Noisy ADP, aka "BLS For Dummies", Beats, Last Month Revised Much Lower

Tyler Durden's picture

ADP may have changed its methodology, wiping out a few hundred thousand 2012 jobs in the process, but its predictive track record remains the same: lousy. In December, the private payroll counter "reported" some 215,000 private job gains, well above expectations and about 50,000 more than the BLS reported two days later. Today, ADP was expected to print far lower, or at 165,000, and once again we got a major beat, this time January data apparently soaring to 192K, yet at the same time the utterly meaningless December data was revised far lower, from 215K to 185K just to be inline with the BLS. Expect this number, too, to be revised lower as it usually tends to be, following a weaker than implied BLS payroll number. Of note: seven consecutive drops in manufacturing jobs: so much for that Obama promise to double manufacturing jobs in 5 years or whatever it was. Judging by the market's non response to today's latest ADP number, we are not the only ones who see Mark Zandi's pet seasonal-adjustment project as nothing more than a monthly joke.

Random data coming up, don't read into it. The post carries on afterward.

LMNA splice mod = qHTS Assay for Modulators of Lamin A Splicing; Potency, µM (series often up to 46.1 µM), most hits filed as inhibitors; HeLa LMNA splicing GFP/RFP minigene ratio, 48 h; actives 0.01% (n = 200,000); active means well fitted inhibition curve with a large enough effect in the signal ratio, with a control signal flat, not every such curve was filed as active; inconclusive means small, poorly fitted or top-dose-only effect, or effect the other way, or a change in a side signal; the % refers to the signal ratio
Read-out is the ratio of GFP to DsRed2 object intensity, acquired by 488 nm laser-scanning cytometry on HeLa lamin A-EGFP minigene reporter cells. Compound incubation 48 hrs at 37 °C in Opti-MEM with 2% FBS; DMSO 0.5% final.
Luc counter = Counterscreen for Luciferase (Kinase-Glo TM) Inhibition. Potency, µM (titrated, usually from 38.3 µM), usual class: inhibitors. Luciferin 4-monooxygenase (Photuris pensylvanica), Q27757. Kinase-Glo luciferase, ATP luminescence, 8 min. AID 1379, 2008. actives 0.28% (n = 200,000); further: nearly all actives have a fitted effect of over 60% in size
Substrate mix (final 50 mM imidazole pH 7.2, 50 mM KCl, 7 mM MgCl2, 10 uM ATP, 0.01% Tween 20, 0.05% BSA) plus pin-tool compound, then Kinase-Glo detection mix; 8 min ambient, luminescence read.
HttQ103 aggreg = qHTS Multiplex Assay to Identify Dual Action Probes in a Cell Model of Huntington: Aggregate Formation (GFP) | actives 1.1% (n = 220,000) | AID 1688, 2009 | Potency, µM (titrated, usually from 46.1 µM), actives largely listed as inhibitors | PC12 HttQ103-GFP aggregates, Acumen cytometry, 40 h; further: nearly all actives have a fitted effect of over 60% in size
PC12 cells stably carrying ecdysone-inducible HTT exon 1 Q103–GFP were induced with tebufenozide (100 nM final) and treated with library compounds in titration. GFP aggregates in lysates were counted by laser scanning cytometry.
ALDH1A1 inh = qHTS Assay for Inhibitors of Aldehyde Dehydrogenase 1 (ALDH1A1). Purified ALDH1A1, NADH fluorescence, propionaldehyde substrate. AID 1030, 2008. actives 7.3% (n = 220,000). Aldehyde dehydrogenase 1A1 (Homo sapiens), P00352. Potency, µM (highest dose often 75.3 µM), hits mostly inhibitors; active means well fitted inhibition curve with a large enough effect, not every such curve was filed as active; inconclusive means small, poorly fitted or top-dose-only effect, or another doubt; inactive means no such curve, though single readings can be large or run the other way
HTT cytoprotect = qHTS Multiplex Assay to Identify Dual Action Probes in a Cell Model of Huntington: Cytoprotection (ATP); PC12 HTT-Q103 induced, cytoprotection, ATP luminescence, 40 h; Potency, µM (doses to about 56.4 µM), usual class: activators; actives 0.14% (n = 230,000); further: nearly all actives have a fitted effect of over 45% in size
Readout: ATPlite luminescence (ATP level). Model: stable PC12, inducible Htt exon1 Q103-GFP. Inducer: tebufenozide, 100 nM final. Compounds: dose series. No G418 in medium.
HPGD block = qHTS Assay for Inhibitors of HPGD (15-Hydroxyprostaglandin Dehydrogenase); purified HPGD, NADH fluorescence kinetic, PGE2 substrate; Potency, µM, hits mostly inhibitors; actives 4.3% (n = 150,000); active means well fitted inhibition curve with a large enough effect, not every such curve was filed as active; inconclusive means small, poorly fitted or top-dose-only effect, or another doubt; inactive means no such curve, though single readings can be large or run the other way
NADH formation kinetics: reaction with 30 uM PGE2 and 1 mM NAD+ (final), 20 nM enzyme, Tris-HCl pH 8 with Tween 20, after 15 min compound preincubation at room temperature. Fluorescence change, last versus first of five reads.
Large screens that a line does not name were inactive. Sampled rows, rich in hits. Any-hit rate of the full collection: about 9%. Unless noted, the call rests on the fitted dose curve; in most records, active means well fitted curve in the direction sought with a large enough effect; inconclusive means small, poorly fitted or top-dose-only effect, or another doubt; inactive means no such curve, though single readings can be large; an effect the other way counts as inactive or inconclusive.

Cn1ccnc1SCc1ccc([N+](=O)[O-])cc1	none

The business size breakdown was as follows:

    Small businesses (1-49 employees) +115,000
    Medium businesses (50-499 employees) +79,000
    Large businesses (500 or more employees) -2,000

Industry Snapshot

    Construction 15,000
    Manufacturing -3,000
    Trade/transportation/utilities 33,000
    Financial activities 12,000
    Professional/business services 40,000

By Sector

    Goods producing 15,000
    Service providing 177,000

Some of the pretty, but meaningless, charts:

And confirming that ADP is now basically BLS for dummies, it actually provides its own infographic. Here is this month's:

Infographic: U.S. Economy Added 215,000 Private-Sector Jobs in December, According to ADP National Employment Report